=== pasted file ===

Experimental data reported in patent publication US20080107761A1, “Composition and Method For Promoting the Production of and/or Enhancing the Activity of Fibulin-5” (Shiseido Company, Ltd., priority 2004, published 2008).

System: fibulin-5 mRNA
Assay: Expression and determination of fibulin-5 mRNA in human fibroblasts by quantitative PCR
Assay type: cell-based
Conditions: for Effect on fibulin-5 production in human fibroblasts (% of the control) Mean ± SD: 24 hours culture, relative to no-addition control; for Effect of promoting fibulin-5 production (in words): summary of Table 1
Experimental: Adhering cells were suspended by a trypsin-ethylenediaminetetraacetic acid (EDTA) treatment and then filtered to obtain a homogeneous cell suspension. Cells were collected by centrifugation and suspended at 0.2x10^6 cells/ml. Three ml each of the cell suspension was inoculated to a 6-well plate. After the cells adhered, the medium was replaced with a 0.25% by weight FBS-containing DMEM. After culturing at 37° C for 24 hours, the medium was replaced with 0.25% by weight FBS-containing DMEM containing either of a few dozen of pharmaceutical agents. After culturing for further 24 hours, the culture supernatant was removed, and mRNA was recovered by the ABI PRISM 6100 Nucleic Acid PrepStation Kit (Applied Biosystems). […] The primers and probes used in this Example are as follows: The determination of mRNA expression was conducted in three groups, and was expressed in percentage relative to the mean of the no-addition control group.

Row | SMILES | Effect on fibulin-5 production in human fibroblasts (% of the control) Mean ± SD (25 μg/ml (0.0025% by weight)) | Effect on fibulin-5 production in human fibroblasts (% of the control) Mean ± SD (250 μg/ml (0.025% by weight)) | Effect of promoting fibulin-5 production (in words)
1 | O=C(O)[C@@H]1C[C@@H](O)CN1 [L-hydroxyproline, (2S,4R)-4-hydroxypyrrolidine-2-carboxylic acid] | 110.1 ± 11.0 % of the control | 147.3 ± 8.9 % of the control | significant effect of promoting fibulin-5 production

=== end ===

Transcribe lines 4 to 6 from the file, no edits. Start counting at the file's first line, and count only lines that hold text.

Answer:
Assay type: cell-based
Conditions: for Effect on fibulin-5 production in human fibroblasts (% of the control) Mean ± SD: 24 hours culture, relative to no-addition control; for Effect of promoting fibulin-5 production (in words): summary of Table 1
Experimental: Adhering cells were suspended by a trypsin-ethylenediaminetetraacetic acid (EDTA) treatment and then filtered to obtain a homogeneous cell suspension. Cells were collected by centrifugation and suspended at 0.2x10^6 cells/ml. Three ml each of the cell suspension was inoculated to a 6-well plate. After the cells adhered, the medium was replaced with a 0.25% by weight FBS-containing DMEM. After culturing at 37° C for 24 hours, the medium was replaced with 0.25% by weight FBS-containing DMEM containing either of a few dozen of pharmaceutical agents. After culturing for further 24 hours, the culture supernatant was removed, and mRNA was recovered by the ABI PRISM 6100 Nucleic Acid PrepStation Kit (Applied Biosystems). […] The primers and probes used in this Example are as follows: The determination of mRNA expression was conducted in three groups, and was expressed in percentage relative to the mean of the no-addition control group.